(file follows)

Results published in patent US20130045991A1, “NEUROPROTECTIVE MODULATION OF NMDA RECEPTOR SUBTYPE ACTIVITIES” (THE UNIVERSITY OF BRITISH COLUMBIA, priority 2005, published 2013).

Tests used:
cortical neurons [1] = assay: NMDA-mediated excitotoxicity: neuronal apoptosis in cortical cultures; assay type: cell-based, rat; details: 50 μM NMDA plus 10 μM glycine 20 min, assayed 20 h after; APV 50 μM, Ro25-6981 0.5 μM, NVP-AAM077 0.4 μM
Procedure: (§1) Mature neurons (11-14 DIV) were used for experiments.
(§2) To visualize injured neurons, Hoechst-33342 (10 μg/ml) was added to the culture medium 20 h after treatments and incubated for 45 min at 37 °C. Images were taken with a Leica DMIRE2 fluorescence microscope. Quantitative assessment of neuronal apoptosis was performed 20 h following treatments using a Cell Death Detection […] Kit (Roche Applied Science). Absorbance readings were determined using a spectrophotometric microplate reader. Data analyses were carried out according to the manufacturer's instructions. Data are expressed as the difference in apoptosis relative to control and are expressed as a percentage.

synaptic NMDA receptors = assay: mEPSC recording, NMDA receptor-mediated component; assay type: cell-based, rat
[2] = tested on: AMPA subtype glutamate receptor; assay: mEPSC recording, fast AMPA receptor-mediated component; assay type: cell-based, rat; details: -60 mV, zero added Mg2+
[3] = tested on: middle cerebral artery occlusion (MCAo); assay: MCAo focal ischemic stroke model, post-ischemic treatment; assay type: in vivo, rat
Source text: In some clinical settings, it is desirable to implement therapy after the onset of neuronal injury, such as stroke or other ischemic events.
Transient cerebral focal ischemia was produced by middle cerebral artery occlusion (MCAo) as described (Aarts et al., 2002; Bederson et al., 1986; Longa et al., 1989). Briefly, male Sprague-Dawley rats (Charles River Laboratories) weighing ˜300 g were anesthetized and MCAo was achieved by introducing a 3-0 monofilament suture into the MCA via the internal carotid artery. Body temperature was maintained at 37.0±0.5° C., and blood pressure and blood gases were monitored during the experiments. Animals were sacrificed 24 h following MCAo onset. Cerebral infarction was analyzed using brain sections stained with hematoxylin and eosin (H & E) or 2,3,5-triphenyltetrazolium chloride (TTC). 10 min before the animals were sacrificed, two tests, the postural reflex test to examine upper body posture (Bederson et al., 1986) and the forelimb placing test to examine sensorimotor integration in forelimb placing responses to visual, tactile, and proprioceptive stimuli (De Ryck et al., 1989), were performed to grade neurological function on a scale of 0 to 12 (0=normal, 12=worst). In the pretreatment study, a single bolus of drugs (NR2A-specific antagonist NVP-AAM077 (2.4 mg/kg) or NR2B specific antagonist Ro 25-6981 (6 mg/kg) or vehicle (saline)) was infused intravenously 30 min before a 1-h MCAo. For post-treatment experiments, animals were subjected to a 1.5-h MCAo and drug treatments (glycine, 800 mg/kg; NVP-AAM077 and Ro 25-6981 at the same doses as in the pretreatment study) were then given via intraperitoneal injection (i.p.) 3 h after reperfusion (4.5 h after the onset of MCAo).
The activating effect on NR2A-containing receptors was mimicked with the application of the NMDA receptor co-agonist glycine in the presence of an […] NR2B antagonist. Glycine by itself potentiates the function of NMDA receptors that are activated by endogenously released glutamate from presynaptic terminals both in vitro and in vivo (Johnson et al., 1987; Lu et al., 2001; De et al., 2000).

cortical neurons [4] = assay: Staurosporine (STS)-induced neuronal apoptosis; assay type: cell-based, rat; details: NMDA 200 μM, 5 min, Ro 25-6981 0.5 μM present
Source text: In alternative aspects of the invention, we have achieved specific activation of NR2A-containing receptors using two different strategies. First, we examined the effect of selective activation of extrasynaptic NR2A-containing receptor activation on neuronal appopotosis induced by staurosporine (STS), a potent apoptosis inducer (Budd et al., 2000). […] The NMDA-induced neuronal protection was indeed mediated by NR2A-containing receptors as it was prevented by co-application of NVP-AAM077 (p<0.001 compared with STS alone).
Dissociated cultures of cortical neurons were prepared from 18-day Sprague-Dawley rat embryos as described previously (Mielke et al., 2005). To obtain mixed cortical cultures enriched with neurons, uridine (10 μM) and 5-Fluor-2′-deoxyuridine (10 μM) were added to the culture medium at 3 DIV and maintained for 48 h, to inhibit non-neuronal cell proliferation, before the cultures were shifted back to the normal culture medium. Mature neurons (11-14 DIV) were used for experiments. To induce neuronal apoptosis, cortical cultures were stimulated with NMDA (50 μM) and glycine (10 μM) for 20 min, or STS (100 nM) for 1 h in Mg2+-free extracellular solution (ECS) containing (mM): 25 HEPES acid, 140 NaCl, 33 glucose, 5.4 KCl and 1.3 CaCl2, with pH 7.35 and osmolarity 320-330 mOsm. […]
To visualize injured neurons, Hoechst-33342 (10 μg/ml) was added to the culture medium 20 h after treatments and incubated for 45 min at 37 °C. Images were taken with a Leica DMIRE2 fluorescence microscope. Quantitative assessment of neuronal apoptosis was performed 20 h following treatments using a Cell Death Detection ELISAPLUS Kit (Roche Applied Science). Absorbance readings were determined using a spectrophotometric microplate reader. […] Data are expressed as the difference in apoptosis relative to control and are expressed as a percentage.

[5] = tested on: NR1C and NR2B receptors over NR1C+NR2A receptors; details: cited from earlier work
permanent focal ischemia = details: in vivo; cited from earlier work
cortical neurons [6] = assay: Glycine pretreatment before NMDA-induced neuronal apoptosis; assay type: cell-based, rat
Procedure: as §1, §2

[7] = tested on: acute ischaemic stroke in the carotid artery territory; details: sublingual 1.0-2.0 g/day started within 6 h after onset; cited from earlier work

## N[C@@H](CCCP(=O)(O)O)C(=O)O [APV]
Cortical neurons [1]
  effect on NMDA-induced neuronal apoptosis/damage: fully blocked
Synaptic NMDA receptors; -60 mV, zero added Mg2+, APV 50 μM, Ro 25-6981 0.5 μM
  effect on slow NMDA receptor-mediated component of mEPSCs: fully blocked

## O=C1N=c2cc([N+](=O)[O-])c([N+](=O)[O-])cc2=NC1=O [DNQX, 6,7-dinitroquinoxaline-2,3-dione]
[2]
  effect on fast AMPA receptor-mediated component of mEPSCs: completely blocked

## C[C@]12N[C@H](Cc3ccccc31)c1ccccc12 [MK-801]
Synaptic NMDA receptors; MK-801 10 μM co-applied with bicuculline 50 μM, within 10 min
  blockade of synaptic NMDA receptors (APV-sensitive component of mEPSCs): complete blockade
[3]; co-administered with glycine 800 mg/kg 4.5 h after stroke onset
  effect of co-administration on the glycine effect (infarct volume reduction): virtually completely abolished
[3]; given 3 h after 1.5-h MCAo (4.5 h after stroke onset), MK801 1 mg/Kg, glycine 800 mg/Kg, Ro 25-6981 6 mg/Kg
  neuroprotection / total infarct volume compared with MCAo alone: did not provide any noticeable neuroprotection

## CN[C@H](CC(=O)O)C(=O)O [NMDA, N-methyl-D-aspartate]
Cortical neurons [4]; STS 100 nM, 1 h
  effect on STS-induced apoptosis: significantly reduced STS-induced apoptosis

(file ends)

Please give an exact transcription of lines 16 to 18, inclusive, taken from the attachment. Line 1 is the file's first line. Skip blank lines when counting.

[5] = tested on: NR1C and NR2B receptors over NR1C+NR2A receptors; details: cited from earlier work
permanent focal ischemia = details: in vivo; cited from earlier work
cortical neurons [6] = assay: Glycine pretreatment before NMDA-induced neuronal apoptosis; assay type: cell-based, rat